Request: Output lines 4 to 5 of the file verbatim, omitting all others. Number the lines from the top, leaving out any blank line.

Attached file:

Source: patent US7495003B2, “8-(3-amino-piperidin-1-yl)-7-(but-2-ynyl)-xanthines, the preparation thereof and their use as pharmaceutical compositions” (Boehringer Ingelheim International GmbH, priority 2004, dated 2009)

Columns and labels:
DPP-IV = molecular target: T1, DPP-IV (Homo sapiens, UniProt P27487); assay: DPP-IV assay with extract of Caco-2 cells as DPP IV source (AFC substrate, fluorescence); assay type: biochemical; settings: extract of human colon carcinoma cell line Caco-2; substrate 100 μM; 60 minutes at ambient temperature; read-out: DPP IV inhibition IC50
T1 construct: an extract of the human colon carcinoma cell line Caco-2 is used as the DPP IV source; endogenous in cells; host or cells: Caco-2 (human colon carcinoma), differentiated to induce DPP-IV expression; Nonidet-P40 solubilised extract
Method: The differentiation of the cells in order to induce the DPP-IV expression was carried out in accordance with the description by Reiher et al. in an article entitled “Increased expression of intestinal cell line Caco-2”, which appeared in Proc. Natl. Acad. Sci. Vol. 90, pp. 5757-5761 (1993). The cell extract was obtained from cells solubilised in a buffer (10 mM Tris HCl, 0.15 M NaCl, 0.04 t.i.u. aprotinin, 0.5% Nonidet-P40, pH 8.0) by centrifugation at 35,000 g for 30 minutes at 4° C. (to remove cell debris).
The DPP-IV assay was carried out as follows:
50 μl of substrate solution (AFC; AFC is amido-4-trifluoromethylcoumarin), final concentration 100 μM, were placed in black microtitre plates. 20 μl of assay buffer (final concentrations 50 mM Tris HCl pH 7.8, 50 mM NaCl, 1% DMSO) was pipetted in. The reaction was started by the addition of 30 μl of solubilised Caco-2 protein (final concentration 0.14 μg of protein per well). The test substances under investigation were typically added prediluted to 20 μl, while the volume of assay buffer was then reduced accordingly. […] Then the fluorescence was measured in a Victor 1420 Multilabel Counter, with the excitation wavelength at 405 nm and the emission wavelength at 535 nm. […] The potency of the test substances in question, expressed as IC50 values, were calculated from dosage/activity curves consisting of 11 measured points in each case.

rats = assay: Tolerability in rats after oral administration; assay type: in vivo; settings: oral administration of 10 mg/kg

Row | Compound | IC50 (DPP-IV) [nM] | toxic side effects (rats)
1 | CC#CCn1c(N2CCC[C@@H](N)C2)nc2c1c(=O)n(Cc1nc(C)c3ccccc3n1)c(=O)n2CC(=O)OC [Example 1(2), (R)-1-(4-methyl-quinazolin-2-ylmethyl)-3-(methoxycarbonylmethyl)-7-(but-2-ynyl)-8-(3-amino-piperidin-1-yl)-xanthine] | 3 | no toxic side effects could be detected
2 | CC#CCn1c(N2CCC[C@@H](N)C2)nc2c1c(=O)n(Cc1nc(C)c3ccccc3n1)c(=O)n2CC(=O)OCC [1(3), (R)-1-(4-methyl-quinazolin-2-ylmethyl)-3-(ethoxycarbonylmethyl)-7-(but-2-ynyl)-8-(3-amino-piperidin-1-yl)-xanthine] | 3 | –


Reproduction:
T1 construct: an extract of the human colon carcinoma cell line Caco-2 is used as the DPP IV source; endogenous in cells; host or cells: Caco-2 (human colon carcinoma), differentiated to induce DPP-IV expression; Nonidet-P40 solubilised extract
Method: The differentiation of the cells in order to induce the DPP-IV expression was carried out in accordance with the description by Reiher et al. in an article entitled “Increased expression of intestinal cell line Caco-2”, which appeared in Proc. Natl. Acad. Sci. Vol. 90, pp. 5757-5761 (1993). The cell extract was obtained from cells solubilised in a buffer (10 mM Tris HCl, 0.15 M NaCl, 0.04 t.i.u. aprotinin, 0.5% Nonidet-P40, pH 8.0) by centrifugation at 35,000 g for 30 minutes at 4° C. (to remove cell debris).